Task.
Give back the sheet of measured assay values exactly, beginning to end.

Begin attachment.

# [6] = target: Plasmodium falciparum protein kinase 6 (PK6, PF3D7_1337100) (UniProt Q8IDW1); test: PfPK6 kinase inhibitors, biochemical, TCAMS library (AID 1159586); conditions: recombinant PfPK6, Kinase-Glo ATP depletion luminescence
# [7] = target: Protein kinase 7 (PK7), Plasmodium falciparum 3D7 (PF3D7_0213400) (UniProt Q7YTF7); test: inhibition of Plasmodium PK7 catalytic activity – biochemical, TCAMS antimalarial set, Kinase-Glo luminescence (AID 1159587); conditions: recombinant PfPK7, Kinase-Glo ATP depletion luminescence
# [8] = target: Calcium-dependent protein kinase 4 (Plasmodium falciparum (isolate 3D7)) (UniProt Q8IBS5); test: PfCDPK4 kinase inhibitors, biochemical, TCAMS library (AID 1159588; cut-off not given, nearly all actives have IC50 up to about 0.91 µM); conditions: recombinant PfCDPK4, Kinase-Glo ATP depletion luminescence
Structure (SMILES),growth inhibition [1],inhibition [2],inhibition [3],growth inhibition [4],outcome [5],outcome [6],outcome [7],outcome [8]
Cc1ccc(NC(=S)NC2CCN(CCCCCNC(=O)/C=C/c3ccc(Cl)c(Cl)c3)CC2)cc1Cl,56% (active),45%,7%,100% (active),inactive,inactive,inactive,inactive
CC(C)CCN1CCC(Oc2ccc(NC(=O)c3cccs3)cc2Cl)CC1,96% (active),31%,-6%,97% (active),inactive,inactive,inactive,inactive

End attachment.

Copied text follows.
# [6] = target: Plasmodium falciparum protein kinase 6 (PK6, PF3D7_1337100) (UniProt Q8IDW1); test: PfPK6 kinase inhibitors, biochemical, TCAMS library (AID 1159586); conditions: recombinant PfPK6, Kinase-Glo ATP depletion luminescence
# [7] = target: Protein kinase 7 (PK7), Plasmodium falciparum 3D7 (PF3D7_0213400) (UniProt Q7YTF7); test: inhibition of Plasmodium PK7 catalytic activity – biochemical, TCAMS antimalarial set, Kinase-Glo luminescence (AID 1159587); conditions: recombinant PfPK7, Kinase-Glo ATP depletion luminescence
# [8] = target: Calcium-dependent protein kinase 4 (Plasmodium falciparum (isolate 3D7)) (UniProt Q8IBS5); test: PfCDPK4 kinase inhibitors, biochemical, TCAMS library (AID 1159588; cut-off not given, nearly all actives have IC50 up to about 0.91 µM); conditions: recombinant PfCDPK4, Kinase-Glo ATP depletion luminescence
Structure (SMILES),growth inhibition [1],inhibition [2],inhibition [3],growth inhibition [4],outcome [5],outcome [6],outcome [7],outcome [8]
Cc1ccc(NC(=S)NC2CCN(CCCCCNC(=O)/C=C/c3ccc(Cl)c(Cl)c3)CC2)cc1Cl,56% (active),45%,7%,100% (active),inactive,inactive,inactive,inactive
CC(C)CCN1CCC(Oc2ccc(NC(=O)c3cccs3)cc2Cl)CC1,96% (active),31%,-6%,97% (active),inactive,inactive,inactive,inactive